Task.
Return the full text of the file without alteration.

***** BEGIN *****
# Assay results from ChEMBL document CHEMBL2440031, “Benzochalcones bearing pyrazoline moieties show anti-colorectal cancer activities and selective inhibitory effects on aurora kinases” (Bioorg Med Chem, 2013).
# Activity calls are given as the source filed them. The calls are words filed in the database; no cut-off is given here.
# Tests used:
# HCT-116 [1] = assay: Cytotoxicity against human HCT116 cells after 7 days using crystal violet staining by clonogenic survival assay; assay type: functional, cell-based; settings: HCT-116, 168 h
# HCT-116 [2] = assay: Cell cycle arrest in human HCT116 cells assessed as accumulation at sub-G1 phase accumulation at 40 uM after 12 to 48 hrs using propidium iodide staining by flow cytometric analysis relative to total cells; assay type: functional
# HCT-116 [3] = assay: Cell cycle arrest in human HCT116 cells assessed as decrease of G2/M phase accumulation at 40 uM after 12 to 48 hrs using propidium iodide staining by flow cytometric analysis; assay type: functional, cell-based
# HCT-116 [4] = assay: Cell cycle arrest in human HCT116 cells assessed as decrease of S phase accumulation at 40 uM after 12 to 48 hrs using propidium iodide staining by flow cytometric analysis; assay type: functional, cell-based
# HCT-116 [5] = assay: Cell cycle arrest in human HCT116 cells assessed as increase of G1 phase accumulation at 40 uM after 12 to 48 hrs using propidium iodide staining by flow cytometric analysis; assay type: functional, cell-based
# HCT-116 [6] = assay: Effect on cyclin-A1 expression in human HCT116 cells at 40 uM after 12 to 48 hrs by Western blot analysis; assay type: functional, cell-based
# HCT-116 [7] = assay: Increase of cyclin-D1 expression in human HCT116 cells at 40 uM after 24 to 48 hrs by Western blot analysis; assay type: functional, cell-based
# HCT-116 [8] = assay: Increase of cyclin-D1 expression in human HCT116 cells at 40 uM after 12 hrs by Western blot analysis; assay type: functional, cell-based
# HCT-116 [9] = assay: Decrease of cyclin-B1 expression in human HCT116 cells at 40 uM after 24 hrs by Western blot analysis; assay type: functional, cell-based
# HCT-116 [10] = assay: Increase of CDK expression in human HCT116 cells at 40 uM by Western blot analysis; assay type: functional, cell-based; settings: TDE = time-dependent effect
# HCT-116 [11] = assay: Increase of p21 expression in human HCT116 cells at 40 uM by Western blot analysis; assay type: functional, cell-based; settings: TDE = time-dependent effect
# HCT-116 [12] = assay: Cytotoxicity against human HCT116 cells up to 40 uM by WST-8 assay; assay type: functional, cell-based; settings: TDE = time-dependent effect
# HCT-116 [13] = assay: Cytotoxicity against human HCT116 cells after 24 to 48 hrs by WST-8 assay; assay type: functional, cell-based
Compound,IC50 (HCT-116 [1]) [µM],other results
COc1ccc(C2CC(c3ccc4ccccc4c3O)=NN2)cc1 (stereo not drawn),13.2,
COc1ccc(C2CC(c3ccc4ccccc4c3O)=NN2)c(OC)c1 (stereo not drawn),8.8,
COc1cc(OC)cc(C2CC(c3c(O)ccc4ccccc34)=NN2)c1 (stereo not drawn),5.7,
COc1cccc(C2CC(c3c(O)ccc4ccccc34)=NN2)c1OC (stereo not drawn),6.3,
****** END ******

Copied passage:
# Assay results from ChEMBL document CHEMBL2440031, “Benzochalcones bearing pyrazoline moieties show anti-colorectal cancer activities and selective inhibitory effects on aurora kinases” (Bioorg Med Chem, 2013).
# Activity calls are given as the source filed them. The calls are words filed in the database; no cut-off is given here.
# Tests used:
# HCT-116 [1] = assay: Cytotoxicity against human HCT116 cells after 7 days using crystal violet staining by clonogenic survival assay; assay type: functional, cell-based; settings: HCT-116, 168 h
# HCT-116 [2] = assay: Cell cycle arrest in human HCT116 cells assessed as accumulation at sub-G1 phase accumulation at 40 uM after 12 to 48 hrs using propidium iodide staining by flow cytometric analysis relative to total cells; assay type: functional
# HCT-116 [3] = assay: Cell cycle arrest in human HCT116 cells assessed as decrease of G2/M phase accumulation at 40 uM after 12 to 48 hrs using propidium iodide staining by flow cytometric analysis; assay type: functional, cell-based
# HCT-116 [4] = assay: Cell cycle arrest in human HCT116 cells assessed as decrease of S phase accumulation at 40 uM after 12 to 48 hrs using propidium iodide staining by flow cytometric analysis; assay type: functional, cell-based
# HCT-116 [5] = assay: Cell cycle arrest in human HCT116 cells assessed as increase of G1 phase accumulation at 40 uM after 12 to 48 hrs using propidium iodide staining by flow cytometric analysis; assay type: functional, cell-based
# HCT-116 [6] = assay: Effect on cyclin-A1 expression in human HCT116 cells at 40 uM after 12 to 48 hrs by Western blot analysis; assay type: functional, cell-based
# HCT-116 [7] = assay: Increase of cyclin-D1 expression in human HCT116 cells at 40 uM after 24 to 48 hrs by Western blot analysis; assay type: functional, cell-based
# HCT-116 [8] = assay: Increase of cyclin-D1 expression in human HCT116 cells at 40 uM after 12 hrs by Western blot analysis; assay type: functional, cell-based
# HCT-116 [9] = assay: Decrease of cyclin-B1 expression in human HCT116 cells at 40 uM after 24 hrs by Western blot analysis; assay type: functional, cell-based
# HCT-116 [10] = assay: Increase of CDK expression in human HCT116 cells at 40 uM by Western blot analysis; assay type: functional, cell-based; settings: TDE = time-dependent effect
# HCT-116 [11] = assay: Increase of p21 expression in human HCT116 cells at 40 uM by Western blot analysis; assay type: functional, cell-based; settings: TDE = time-dependent effect
# HCT-116 [12] = assay: Cytotoxicity against human HCT116 cells up to 40 uM by WST-8 assay; assay type: functional, cell-based; settings: TDE = time-dependent effect
# HCT-116 [13] = assay: Cytotoxicity against human HCT116 cells after 24 to 48 hrs by WST-8 assay; assay type: functional, cell-based
Compound,IC50 (HCT-116 [1]) [µM],other results
COc1ccc(C2CC(c3ccc4ccccc4c3O)=NN2)cc1 (stereo not drawn),13.2,
COc1ccc(C2CC(c3ccc4ccccc4c3O)=NN2)c(OC)c1 (stereo not drawn),8.8,
COc1cc(OC)cc(C2CC(c3c(O)ccc4ccccc34)=NN2)c1 (stereo not drawn),5.7,
COc1cccc(C2CC(c3c(O)ccc4ccccc34)=NN2)c1OC (stereo not drawn),6.3,